- a darkened boxlike device in which images of external objects, received through an aperture, as with a convex lens, are exhibited in their natural colors on a surface arranged to receive them: used for sketching, exhibition purposes, etc.
Origin of camera obscura
Dictionary.com Unabridged Based on the Random House Unabridged Dictionary, © Random House, Inc. 2018
Examples from the Web for camera obscura
When I was a boy I was very fond of a contrivance that was called a camera-obscura.
And yet, and yet; what if the darkness that envelops Him be the darkness of the camera-obscura?
What an enormous 'camera-obscura' magnifier196 is Tradition!The Danes in Lancashire and Yorkshire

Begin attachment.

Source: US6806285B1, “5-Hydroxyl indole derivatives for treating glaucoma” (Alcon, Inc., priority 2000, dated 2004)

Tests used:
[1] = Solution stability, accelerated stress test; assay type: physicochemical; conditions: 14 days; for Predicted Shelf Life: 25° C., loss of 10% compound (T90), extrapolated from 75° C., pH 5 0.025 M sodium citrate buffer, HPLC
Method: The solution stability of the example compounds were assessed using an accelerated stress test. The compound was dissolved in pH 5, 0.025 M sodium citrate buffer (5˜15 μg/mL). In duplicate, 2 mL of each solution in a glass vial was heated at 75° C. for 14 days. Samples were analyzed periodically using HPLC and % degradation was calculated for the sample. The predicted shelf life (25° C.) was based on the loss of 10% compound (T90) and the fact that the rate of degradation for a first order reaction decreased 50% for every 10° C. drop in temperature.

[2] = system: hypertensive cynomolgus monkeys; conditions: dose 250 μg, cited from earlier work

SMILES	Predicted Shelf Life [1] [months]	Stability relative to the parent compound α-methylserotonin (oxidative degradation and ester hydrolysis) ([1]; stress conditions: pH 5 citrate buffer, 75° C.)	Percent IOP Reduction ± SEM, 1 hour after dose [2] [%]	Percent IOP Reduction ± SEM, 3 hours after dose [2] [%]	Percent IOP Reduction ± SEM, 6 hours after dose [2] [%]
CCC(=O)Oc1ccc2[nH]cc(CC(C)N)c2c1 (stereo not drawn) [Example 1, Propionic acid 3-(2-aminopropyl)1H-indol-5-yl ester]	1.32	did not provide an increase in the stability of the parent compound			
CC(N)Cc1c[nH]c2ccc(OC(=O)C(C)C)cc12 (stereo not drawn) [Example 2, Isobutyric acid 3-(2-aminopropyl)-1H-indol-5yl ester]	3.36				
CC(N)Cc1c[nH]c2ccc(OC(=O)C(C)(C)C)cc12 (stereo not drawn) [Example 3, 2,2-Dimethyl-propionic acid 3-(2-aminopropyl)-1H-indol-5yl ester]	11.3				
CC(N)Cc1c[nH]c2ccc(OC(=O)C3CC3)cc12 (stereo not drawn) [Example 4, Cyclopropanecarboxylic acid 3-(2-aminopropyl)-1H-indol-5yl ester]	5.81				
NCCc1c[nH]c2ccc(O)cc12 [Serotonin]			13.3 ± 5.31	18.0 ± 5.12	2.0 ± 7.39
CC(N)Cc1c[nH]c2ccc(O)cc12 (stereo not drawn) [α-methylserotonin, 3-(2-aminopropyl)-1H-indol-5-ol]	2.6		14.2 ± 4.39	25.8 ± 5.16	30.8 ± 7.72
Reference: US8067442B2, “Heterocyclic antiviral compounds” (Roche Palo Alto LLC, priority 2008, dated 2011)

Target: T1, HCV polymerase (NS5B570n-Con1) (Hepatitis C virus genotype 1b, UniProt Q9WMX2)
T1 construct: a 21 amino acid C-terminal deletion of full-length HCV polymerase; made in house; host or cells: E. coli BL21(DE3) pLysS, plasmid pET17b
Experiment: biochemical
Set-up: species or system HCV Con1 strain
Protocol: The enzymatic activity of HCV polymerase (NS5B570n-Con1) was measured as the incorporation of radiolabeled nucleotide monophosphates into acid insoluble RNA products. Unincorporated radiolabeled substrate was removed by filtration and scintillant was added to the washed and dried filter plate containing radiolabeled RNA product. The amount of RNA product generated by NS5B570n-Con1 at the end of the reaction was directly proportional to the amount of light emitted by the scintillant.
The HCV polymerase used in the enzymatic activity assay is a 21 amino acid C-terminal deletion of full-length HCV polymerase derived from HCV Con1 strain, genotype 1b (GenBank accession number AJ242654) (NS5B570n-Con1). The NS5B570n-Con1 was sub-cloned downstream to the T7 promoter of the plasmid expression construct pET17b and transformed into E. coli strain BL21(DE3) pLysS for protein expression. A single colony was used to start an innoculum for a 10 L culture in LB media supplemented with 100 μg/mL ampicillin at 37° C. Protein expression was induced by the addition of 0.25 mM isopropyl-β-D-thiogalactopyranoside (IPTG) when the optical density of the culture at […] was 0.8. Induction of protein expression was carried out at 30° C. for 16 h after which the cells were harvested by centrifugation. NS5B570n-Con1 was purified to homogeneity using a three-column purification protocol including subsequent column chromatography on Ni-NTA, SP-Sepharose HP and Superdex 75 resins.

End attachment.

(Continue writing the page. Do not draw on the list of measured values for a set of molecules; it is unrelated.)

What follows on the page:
S. W. Partington
It was like looking into a camera-obscura—you saw faces shining and speaking.Old and New London
Pictures in the camera-obscura could be, not only seen, but caught and retained.The Evolution of Photography
- a darkened chamber or small building in which images of outside objects are projected onto a flat surface by a convex lens in an apertureSometimes shortened to: camera
New Latin: dark chamber
Collins English Dictionary - Complete & Unabridged 2012 Digital Edition © William Collins Sons & Co. Ltd. 1979, 1986 © HarperCollins Publishers 1998, 2000, 2003, 2005, 2006, 2007, 2009, 2012
Word Origin and History for camera obscura
1725, "a darkened room;" c.1730, "a device for project pictures;" see camera.
Online Etymology Dictionary, © 2010 Douglas Harper